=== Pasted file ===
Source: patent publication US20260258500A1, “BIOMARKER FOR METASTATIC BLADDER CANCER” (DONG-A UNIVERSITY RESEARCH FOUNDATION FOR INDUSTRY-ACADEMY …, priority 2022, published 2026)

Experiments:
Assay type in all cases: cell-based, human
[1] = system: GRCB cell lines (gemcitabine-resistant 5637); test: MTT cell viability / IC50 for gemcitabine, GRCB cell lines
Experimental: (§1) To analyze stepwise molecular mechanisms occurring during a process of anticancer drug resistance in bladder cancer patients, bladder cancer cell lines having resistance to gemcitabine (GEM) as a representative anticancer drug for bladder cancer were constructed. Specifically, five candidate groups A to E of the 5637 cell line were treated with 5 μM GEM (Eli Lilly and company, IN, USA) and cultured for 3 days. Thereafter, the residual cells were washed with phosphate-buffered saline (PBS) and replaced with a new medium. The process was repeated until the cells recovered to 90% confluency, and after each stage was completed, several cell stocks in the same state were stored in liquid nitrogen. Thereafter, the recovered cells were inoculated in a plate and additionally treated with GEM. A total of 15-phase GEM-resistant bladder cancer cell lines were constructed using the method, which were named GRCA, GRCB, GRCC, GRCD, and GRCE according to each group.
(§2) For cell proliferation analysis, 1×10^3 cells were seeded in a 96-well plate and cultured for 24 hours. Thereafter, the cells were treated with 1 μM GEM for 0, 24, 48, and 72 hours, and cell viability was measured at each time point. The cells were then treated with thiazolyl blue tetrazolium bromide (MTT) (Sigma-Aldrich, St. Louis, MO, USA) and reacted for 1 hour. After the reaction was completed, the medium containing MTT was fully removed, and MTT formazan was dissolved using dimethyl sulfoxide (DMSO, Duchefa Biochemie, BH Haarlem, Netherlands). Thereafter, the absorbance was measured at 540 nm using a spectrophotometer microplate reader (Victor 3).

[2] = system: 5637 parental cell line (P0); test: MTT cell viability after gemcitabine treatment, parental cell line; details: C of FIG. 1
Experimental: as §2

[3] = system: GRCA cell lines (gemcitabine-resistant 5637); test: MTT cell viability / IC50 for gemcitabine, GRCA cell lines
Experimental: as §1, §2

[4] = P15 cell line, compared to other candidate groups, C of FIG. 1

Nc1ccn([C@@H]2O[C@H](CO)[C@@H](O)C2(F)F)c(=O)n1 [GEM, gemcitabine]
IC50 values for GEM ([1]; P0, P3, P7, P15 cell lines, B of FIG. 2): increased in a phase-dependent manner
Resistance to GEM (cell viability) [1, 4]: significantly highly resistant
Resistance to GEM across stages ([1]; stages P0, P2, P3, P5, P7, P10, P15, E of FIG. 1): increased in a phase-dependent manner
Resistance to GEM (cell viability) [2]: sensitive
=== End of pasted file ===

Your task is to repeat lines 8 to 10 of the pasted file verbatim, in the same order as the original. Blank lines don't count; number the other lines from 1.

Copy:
Experimental: as §2

[3] = system: GRCA cell lines (gemcitabine-resistant 5637); test: MTT cell viability / IC50 for gemcitabine, GRCA cell lines
Experimental: as §1, §2